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Anti-gaming groups make their case at Committee of the Whole meeting

People who live within 50 miles of a casino are twice as likely to be addicted to gambling than people who live farther away, according to a 1999 report published by the National Gambling Impact Study Commission.

That statistic and others were presented last week to county councilmen by representatives of Casino Watch, Rally Against Gambling Expansion and South County First.

Anti-gaming activists participated May 4 in the second part of a series of the County Council's Committee of the Whole sessions scheduled to consider Pinnacle Entertainment's proposal to construct a 90,000-square-foot gaming facility at the former National Lead Site in Lemay. A 280,000-square-foot non-gaming space, environmental remediation of the site and additional community enhancements would bring Pinnacle's potential total investment to $300 million.

Pinnacle also projected its south county casino would bring an additional $25.5 million to county taxing jurisdictions in its first year of operation along with 2,000 permanent and 1,000 construction jobs.

On April 20, councilmen heard from representatives of the St. Louis County Economic Council and Pinnacle Entertainment, who presented information designed to persuade councilmen to approve the proposal.

The council also gave a handful of area leaders who oppose the proposal the same amount of time to present information that could persuade councilmen to reject the proposal.

Sam Murrell, executive director of Casino Watch, last week discussed mental health statistics with councilmen, noting suicide, addiction and stress-related illnesses increase in areas near casinos.

"These things do not happen in a vacuum. Taxpayers have to step up to the plate and fill in the gap in these circumstances," Murrell told councilmen, noting that often the elderly, who live on a fixed-income, are highly affected by gambling addiction.

Often, he said, the community ends up picking up the tab when senior citizens have spent their money set aside for living expenses and prescriptions at the boats, which can arise in "devastating costs" for citizens.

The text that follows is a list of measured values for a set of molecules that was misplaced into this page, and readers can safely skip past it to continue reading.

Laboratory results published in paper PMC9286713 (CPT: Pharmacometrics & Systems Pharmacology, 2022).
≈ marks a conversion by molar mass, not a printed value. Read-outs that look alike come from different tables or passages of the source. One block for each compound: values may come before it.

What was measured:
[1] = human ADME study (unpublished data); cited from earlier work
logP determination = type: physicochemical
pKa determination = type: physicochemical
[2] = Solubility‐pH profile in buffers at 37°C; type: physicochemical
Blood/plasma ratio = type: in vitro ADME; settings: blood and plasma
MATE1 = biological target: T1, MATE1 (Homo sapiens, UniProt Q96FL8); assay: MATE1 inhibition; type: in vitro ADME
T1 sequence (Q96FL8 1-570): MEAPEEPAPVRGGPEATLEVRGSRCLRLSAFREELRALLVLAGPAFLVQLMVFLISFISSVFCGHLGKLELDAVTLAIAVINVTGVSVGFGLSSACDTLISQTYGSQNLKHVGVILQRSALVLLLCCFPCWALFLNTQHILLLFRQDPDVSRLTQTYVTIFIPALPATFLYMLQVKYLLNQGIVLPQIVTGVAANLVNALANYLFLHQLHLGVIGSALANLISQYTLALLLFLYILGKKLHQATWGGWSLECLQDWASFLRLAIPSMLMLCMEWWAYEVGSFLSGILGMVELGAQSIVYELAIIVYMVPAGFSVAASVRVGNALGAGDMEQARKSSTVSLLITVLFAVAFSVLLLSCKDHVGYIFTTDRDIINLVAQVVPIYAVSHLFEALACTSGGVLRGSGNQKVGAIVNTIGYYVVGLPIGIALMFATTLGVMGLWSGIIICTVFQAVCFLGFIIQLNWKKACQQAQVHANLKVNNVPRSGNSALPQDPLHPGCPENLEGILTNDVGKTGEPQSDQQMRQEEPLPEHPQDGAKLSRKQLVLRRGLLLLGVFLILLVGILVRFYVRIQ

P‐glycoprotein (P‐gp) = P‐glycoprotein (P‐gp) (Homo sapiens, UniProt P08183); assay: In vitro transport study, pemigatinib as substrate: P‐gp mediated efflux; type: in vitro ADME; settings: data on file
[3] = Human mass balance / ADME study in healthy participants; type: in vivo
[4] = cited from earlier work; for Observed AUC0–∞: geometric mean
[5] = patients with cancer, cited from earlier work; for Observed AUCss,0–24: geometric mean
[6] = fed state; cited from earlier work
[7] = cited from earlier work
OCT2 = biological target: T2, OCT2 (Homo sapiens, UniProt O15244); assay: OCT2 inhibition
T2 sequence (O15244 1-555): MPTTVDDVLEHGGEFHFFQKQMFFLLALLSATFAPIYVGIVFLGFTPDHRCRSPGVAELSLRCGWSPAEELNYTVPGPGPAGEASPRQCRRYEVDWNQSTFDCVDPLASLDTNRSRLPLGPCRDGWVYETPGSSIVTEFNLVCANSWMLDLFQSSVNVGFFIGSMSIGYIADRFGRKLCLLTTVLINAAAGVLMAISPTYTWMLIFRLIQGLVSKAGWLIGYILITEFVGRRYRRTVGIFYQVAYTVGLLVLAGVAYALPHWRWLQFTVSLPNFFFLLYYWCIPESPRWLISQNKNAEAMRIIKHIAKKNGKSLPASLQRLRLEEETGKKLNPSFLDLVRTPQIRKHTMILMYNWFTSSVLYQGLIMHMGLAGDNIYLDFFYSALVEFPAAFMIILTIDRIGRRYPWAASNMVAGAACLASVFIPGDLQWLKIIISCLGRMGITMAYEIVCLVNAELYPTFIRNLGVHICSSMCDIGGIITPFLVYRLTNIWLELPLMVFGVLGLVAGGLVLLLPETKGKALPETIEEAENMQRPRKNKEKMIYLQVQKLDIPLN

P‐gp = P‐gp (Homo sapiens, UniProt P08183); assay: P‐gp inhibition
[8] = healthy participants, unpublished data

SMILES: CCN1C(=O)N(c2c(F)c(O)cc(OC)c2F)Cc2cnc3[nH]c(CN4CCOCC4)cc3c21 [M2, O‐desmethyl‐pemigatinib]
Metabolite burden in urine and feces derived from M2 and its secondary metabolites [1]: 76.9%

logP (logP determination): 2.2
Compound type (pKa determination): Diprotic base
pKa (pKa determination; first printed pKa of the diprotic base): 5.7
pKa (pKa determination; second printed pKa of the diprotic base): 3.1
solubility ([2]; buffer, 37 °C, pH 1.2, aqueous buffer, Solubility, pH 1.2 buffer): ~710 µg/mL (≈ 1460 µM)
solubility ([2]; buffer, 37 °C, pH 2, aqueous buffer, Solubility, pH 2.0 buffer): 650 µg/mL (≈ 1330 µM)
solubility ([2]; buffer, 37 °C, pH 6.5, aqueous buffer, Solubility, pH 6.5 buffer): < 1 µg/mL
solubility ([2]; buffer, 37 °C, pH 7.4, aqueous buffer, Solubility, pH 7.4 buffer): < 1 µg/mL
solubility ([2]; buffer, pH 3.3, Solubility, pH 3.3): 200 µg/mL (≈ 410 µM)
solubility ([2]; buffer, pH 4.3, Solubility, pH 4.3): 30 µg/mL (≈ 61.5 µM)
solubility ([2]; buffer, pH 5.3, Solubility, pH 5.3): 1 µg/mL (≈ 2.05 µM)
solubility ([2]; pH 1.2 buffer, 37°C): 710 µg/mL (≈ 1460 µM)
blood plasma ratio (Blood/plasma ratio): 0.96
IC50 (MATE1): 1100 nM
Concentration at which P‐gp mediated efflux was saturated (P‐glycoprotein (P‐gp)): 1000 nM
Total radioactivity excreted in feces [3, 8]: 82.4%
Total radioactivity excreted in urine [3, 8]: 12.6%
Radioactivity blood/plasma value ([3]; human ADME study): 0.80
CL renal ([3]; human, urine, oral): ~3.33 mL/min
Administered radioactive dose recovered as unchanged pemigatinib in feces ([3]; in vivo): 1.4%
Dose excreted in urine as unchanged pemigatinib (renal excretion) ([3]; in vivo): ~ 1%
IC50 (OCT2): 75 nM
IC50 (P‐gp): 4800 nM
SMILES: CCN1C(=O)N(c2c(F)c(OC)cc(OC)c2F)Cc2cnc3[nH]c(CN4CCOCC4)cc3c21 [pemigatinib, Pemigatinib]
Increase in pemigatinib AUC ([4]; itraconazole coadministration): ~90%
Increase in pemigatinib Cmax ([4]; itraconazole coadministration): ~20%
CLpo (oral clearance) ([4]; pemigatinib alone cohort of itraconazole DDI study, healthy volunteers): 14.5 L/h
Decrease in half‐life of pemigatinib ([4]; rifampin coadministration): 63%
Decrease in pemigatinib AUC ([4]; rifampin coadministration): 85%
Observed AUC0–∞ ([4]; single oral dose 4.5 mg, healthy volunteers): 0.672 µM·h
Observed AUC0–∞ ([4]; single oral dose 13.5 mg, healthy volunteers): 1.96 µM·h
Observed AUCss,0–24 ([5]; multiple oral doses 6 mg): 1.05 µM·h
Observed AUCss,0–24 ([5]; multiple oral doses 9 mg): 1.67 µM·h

"It all affects our community as a whole," Murrell said.

In a discussion after the adjournment of the May 4 meeting, Don Cannon of South County First told County Councilman John Campisi, R-south county, that Lemay will not reap the so-called economic benefits being promised to it.

Referring to Pinnacle's proposal to construct a new roadway between Broadway and Lemay Ferry Road along the River des Peres to gain greater access to the Lemay site, Cannon said, the vision of the casino's patrons will not be "defiled" by seeing Lemay when they drive to the casino.

"No one's going to care how Lemay turns out," he said.

RAGE Founder Denny Hettenhausen also questioned Campisi, asking why the county had not pursued other development options for the Lemay site — leaving the community with a choice between a casino or nothing.

"No one wants to touch it," Campisi answered, adding that it will take at least $8 million to remediate the environmental issues at the former National Lead Site.

He said the county had issued a request for proposals for the site, but "My God," he said, "I don't know where you can go to find that person" who will spend the money to remediate the site and then spend money to develop the property.

Hettenhausen told the Call she believed, based on the facts presented by anti-gaming activists and other community members who oppose the Pinnacle proposal, councilmen "will have no choice" but to do "the right thing" and reject the proposal.

The Missouri Gaming Commission has the ultimate authority on all gaming licenses issued in the state.

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